BEFORE THE PUBLIC UTILITIES COMMISSION OF THE STATE OF CALIFORNIA Application 06-12-005 (Filed December 6, 2006) Application 06-12-020

(Filed December 19, 2006) Application 07-01-004 (Filed January 2, 2007) Application 07-01-017 (Filed January 8, 2007) Application 07-01-044 (Filed January 24, 2007) Application 07-02-007 (Filed February 7, 2007) Application 07-02-017 (Filed February 16, 2007) Application 07-03-004 (Filed March 5, 2007) Application 07-05-012 (Filed May 8, 2007) Application 07-05-013 (Filed May 8, 2007)

In the Matter of the Application of the Exposition Metro Line Construction Authority for an order authorizing the construction of a two-track at-grade crossing for the Exposition Boulevard Corridor Light Rail Transit Line across Jefferson Boulevard, Adams Boulevard, and 23 rd Street, all three crossings located along Flower Street in the City of Los Angeles, County of Los Angeles, California.

And Consolidated Proceedings.

THE LOS ANGELES UNIFIED SCHOOL DISTRICT’S MOTION TO COMPEL PRODUCTION OF STUDIES AND REPORTS AND TO DETERMINE “DRAFT” TRAFFIC STUDY ADMISSIBLE

August 11, 2008

M ICHAEL J. S TRUMWASSER (SBN 58413) F REDRIC D. W OOCHER (SBN 96689) B EVERLY G ROSSMAN P ALMER (SBN 234004) STRUMWASSER & WOOCHER LLP 100 Wilshire Boulevard, Suite 1900 Santa Monica, California 90401 Telephone: (310) 576-1233 Facsimile: (310) 319-0156 e-mail: mstrumwasser@strumwooch.com Attorneys for the Los Angeles Unified School District

THE LOS ANGELES UNIFIED SCHOOL DISTRICT’S MOTION TO COMPEL PRODUCTION OF STUDIES AND REPORTS AND TO DETERMINE “DRAFT” TRAFFIC STUDY ADMISSIBLE Throughout the weeks leading to this hearing, the Los Angeles Unified School District (“LAUSD”) and other parties have sought in discovery the production by the Exposition Metro Line Construction Authority (“Expo”) all relevant studies prepared by Expo or by contractors for Expo. Several such studies have been prepared but have been withheld from production by Expo on the claim that the studies are covered by the “deliberative process privilege.” This motion requests an order overruling this claim and compelling the Expo Authority to produce immediately to the parties all such studies. Expo’s position is, so far as LAUSD is aware, unprecedented in the proceedings of this Commission and a brazen attempt to hide relevant information from the parties and from the Commission. Modern practice in this tribunal and virtually uniformly in judicial and administrative proceedings is for parties calling expert witnesses to be required to produce all work-papers and studies that are or may be relevant to the witness’ testimony. (See generally California Public Utilities Code Rules of Practice and Procedure rule (“Rule”) 10.1. [adopting the same scope of discovery found in the trial courts (compare Code Civ. Proc., § 2017.010)].) Recognizing the technical nature of proceedings before the Commission, the rules specially ensure parties’ access to models and data. (Rules 10.3, 10.4.) Yet Expo has chosen to withhold such studies and reports — documents that, it is now clear, directly contradict and impeach the testimony of its witnesses. The issue is nicely framed by one such study, a traffic study of the effects of closing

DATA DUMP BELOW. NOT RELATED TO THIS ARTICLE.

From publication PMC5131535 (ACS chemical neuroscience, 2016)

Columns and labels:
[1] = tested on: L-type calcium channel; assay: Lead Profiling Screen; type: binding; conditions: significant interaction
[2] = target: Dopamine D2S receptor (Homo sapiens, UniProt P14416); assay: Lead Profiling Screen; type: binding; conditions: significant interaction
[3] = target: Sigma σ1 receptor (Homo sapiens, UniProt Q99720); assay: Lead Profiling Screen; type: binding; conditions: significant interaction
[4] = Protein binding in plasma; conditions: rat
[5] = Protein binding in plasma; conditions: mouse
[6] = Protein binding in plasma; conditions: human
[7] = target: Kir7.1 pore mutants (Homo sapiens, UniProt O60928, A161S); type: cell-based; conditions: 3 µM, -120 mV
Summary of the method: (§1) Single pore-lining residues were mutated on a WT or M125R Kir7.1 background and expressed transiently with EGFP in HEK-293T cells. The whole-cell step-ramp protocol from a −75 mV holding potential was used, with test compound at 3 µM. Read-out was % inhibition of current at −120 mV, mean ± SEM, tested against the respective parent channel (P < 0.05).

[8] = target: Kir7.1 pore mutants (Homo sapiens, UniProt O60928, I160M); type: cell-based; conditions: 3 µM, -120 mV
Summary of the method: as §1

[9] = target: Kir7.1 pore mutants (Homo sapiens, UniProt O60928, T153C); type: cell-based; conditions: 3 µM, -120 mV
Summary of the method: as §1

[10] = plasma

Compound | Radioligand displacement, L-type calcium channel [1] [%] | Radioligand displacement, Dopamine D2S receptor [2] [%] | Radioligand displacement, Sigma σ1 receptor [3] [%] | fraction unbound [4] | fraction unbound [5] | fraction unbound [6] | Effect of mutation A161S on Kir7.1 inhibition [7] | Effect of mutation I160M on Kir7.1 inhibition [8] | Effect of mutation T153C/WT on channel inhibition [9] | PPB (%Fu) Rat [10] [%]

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Farmdale Avenue to implement one of the alternative designs for the Farmdale crossing that this Commission ordered the Expo Authority to analyze. Expo has marked this study, prepared by one if its outside contractors, as a “draft” and withheld the study, asserting a deliberative process privilege. Expo then commissioned another study, a study of the first study, which, we now know, has reached the opposite conclusion from the “draft” study. Last Friday night — 63 hours before the evidentiary hearing began — Expo produced this “final” study — and amended its testimony that had been based on the “draft” study. Yet Expo still refuses to produce the antecedent document. How important is the study? Sufficiently important that it has led Expo’s witnesses to completely reverse their opinion on the traffic effects of closing Farmdale. For example, the Prepared Testimony of Eric Olson served on June 9, had Expo’s Chief Project Engineer testifying that “closing Farmdale and diverting that traffic to other streets would cause adverse traffic congestion and delays.” (P. 19.) But last Friday night at 7:38 p.m., Expo served new Prepared Testimony for three of its witnesses, including Mr. Olson, in which the foregoing statement was replace by the opinion that “closing Farmdale and diverting that
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Everything said in this document about the “draft” study has been obtained from information made public by Expo. Last week, in connection with mediation, Expo made the “draft” study available to any party willing to accept it under terms of the confidentiality agreement governing mediation. LAUSD and Expo agreed that LAUSD would receive the “draft” report under those terms, subject to the further agreement that it was “without prejudice to parties’ rights to contend at an evidentiary hearing that they or their representatives should be permitted to refer to the draft study in testimony or cross examination or to introduce it into evidence in whole or in part or, to the contrary, that such uses of the draft study should not be permitted.” This motion is brought for that purpose, to determine that LAUSD is entitled to use the draft report because the claim of privilege is without merit. Until this motion is ruled upon, LAUSD will not rely on any information obtained from its access to the “draft” report. However, Expo has publicly provided enough information to enable LAUSD to describe it as it has here. 2